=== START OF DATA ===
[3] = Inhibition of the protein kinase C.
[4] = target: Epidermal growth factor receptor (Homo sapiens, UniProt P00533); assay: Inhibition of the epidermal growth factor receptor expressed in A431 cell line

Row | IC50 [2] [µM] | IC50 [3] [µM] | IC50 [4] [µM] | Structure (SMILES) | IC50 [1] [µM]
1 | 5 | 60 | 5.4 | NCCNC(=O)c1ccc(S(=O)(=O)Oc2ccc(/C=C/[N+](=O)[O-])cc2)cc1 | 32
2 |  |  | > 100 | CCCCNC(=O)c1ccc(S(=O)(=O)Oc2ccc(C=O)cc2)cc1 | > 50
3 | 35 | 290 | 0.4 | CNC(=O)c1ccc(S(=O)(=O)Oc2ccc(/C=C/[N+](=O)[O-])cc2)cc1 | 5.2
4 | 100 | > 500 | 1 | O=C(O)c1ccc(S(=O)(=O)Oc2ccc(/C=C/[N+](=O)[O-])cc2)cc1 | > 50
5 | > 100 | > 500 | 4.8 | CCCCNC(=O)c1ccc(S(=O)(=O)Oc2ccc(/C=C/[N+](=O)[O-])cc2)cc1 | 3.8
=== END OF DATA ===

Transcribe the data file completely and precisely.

[3] = Inhibition of the protein kinase C.
[4] = target: Epidermal growth factor receptor (Homo sapiens, UniProt P00533); assay: Inhibition of the epidermal growth factor receptor expressed in A431 cell line

Row | IC50 [2] [µM] | IC50 [3] [µM] | IC50 [4] [µM] | Structure (SMILES) | IC50 [1] [µM]
1 | 5 | 60 | 5.4 | NCCNC(=O)c1ccc(S(=O)(=O)Oc2ccc(/C=C/[N+](=O)[O-])cc2)cc1 | 32
2 |  |  | > 100 | CCCCNC(=O)c1ccc(S(=O)(=O)Oc2ccc(C=O)cc2)cc1 | > 50
3 | 35 | 290 | 0.4 | CNC(=O)c1ccc(S(=O)(=O)Oc2ccc(/C=C/[N+](=O)[O-])cc2)cc1 | 5.2
4 | 100 | > 500 | 1 | O=C(O)c1ccc(S(=O)(=O)Oc2ccc(/C=C/[N+](=O)[O-])cc2)cc1 | > 50
5 | > 100 | > 500 | 4.8 | CCCCNC(=O)c1ccc(S(=O)(=O)Oc2ccc(/C=C/[N+](=O)[O-])cc2)cc1 | 3.8